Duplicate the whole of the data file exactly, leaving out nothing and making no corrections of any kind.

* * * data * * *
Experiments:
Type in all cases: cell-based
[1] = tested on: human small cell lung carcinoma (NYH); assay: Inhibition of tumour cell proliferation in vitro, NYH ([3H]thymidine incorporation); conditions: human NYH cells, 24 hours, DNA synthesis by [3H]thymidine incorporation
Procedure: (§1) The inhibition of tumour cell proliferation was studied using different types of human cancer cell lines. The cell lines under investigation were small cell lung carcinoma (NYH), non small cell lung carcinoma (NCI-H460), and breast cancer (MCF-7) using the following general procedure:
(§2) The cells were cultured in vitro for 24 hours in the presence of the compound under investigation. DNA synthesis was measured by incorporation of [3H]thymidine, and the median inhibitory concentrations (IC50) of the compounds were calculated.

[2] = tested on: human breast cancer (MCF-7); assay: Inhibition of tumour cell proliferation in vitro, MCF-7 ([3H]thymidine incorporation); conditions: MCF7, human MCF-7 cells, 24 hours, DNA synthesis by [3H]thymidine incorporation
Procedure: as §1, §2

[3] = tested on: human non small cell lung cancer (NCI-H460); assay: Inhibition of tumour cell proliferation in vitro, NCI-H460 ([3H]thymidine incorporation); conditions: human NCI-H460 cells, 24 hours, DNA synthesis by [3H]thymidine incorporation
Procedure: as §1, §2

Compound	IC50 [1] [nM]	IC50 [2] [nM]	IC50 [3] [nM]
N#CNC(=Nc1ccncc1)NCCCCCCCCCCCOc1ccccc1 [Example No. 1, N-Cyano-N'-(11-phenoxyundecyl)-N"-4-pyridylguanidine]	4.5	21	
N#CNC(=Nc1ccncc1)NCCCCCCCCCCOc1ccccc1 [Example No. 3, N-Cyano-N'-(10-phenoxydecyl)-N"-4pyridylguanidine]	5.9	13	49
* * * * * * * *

Experiments:
Type in all cases: cell-based
[1] = tested on: human small cell lung carcinoma (NYH); assay: Inhibition of tumour cell proliferation in vitro, NYH ([3H]thymidine incorporation); conditions: human NYH cells, 24 hours, DNA synthesis by [3H]thymidine incorporation
Procedure: (§1) The inhibition of tumour cell proliferation was studied using different types of human cancer cell lines. The cell lines under investigation were small cell lung carcinoma (NYH), non small cell lung carcinoma (NCI-H460), and breast cancer (MCF-7) using the following general procedure:
(§2) The cells were cultured in vitro for 24 hours in the presence of the compound under investigation. DNA synthesis was measured by incorporation of [3H]thymidine, and the median inhibitory concentrations (IC50) of the compounds were calculated.

[2] = tested on: human breast cancer (MCF-7); assay: Inhibition of tumour cell proliferation in vitro, MCF-7 ([3H]thymidine incorporation); conditions: MCF7, human MCF-7 cells, 24 hours, DNA synthesis by [3H]thymidine incorporation
Procedure: as §1, §2

[3] = tested on: human non small cell lung cancer (NCI-H460); assay: Inhibition of tumour cell proliferation in vitro, NCI-H460 ([3H]thymidine incorporation); conditions: human NCI-H460 cells, 24 hours, DNA synthesis by [3H]thymidine incorporation
Procedure: as §1, §2

Compound	IC50 [1] [nM]	IC50 [2] [nM]	IC50 [3] [nM]
N#CNC(=Nc1ccncc1)NCCCCCCCCCCCOc1ccccc1 [Example No. 1, N-Cyano-N'-(11-phenoxyundecyl)-N"-4-pyridylguanidine]	4.5	21	
N#CNC(=Nc1ccncc1)NCCCCCCCCCCOc1ccccc1 [Example No. 3, N-Cyano-N'-(10-phenoxydecyl)-N"-4pyridylguanidine]	5.9	13	49